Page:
The Innocn 40C1R is an Affordable 40" 144Hz Dream Gaming Monitor

2022-07-02 09:44:07 By : Ms. jessica lee

Treat yourself to an immersive gaming experience with this affordable 40-inch superwide monitor.

Whether it’s for multitasking office work or high refresh immersive gaming, the Innocn 40C1R is the gaming monitor you've been dreaming of. It's great for watching movies too, with the cinema format using the full display area.

At $600, the Innocn 40C1R is a good deal—but it’s an absolute steal if you wait for a sale and can get it for closer to $500.

While the highest level of immersion for SIM racing and first-person shooters is undeniably a virtual reality headset. But the next best option, which works well for all game types and even office productivity, has to be an ultrawide monitor.

34-inch ultrawide screens are commonplace, but massively ultrawide—40 inches or more—have until now been prohibitively expensive, especially when you start looking for gaming features like FreeSync or high refresh rates. Innocn is here to make your dream gaming rig affordable though, with their 40C1R ultrawide 40" 144Hz gaming monitor. It's a dream to use, but won't break the bank, at an entirely reasonable $600 (or closer to $500 if you wait for a sale that may or may not be coming in the next few weeks, but I wouldn't be at liberty to disclose that sort of thing).

Even better: we've got two of them to give away to two lucky readers. Find out what we thought of the Innocn 40C1R first, then enter to win one at the end of this review.

Running at 3440 x 1440 px, otherwise known as UWQHD (Ultra-Wide Quad HD), the 40C1R features a 21:9 "cinema" display ratio. At 40-inches diagonal, that works out as around 93 pixels per inch. So it's important to bear in mind that while the resolution sounds impressive on paper (sort of 4Kish...), its tempered by the fact this the screen is enormous and extremely wide, so those pixels are spread out. In reality, it feels more like squishing two standard QHD monitors next to each other. You're unlikely to sit so close that it matters, but if you're using this for work rather than mostly gaming, it might be a concern.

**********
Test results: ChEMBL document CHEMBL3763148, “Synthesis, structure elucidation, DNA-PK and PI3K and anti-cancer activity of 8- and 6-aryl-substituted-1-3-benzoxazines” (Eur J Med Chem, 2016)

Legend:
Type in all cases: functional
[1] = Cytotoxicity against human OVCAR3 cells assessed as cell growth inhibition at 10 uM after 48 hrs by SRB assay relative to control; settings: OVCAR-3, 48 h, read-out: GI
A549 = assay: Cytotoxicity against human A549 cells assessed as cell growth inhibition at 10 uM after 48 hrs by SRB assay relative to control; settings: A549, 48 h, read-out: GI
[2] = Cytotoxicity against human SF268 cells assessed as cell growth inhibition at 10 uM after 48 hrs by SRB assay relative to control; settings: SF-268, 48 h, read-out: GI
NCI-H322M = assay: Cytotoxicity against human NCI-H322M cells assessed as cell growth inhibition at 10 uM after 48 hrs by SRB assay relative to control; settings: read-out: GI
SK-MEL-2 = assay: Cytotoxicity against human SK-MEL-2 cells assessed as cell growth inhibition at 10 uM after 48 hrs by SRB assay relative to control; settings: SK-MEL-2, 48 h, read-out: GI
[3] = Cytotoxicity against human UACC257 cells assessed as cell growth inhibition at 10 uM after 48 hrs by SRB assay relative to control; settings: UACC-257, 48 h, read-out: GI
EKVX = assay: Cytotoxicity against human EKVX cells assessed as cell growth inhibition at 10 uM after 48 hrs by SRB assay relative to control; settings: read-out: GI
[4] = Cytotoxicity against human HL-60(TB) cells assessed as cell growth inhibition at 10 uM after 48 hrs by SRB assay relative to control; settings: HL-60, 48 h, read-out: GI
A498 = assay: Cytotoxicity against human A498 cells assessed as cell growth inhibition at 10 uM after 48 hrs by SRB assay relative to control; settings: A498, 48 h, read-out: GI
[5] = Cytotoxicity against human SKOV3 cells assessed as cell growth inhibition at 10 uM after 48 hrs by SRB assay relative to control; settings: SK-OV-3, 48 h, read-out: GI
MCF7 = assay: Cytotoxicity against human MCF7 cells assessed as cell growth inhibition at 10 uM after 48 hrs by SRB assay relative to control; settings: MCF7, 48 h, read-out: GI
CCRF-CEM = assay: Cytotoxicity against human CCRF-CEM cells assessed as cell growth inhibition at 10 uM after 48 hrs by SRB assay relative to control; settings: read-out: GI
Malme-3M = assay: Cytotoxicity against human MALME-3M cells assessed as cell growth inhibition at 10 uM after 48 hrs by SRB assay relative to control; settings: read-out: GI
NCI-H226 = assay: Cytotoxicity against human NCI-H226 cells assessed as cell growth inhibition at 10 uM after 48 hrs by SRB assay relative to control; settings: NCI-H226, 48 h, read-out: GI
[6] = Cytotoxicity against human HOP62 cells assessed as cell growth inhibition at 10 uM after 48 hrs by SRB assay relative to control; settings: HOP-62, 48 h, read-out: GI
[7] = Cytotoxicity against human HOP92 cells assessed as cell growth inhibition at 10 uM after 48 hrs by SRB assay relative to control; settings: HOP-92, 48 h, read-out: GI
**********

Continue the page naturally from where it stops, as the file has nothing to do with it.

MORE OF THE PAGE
The panel technology is ADS (Advanced Super Dimension Switch), a type of IPS display. In practical terms there's very little difference between the two, apart from slightly higher panel rigidity, which is not something you would generally worry about on a gaming monitor. With a contrast ratio of 1200:1, the 40C1R covers 94% of the DCI-P3 and 100% sRGB color space, and offers a maximum brightness of around 500 nits, providing fantastic image quality for both gaming and more "serious" productivity uses.

One thing to note about the design is that the Innocn 40C1R isn't curved. In theory, a curved monitor is more immersive simply because it wraps around you. It may also have less distortion because of the angle you see the light emit from, but in practice, I haven't experienced any distortion when using this, so I'm not sure what improvement adding a curve would make. Some people actually prefer a flat monitor, and while I haven't experienced a curved monitor in extended use to compare the two directly. That said, if you want a massive ultrawide curved monitor, you can expect to pay at least $900 for something that's otherwise lower quality than this.

For ergonomics, you have the usual tilt, swivel, and height adjustments (~15cm). You can't rotate the display to be portrait, because that would be absurd. The base of the 40C1R is a thick steel plate, and manages to keep the display sturdy. In total, the monitor is nearly a meter wide. Since most desks are 1.4m, this just about leaves enough room for a tower or pair or slimline speakers.

The only niggle I have is the controls, which consist of four physical push buttons on the underside at the lower right. While the quick functions for changing input source or volume are simple enough, they're just awkward to navigate the fairly complex menu with.

Finally, although the physical bezels of the display are very slim, at around 1mm on the top and sides, there's an additional 5mm or so of unusable screen area. This is more of a concern for actual multi-monitor setups, where you want to be able to place displays as seamlessly together as possible. With something this wide, you'll only ever need one monitor.

In terms of connectivity, you can provide input from either a single DisplayPort 1.4, two HDMI 2.0 ports, or USB-C. A DisplayPort cable and USB-C to USB-C are included in the box, but not HDMI. Speaking of what's included, you'll also find a standard IEC power cable (no external power brick required), some mounting screws should you wish to use a VESA mount instead, and a print-out with the test results of the color calibration from the factory, which is a nice touch.

Everything was well packaged. Despite our delivery being somewhat banged on the journey from Germany, there was no actual damage to the monitor, and it took mere moments to fit the neck onto the base and carefully lift this behemoth onto the mount. I wouldn't recommend doing this yourself; although not heavy, it is still bulky and awkward to maneuver.

DisplayPort 1.4 should be your first choice if your computer supports it, enabling you take full advantage of the highest resolution and up to 144Hz refresh. HDMI 2.0 will limit you to 100Hz at the full 3440 x 1440, but you can drop the resolution if you need a higher refresh.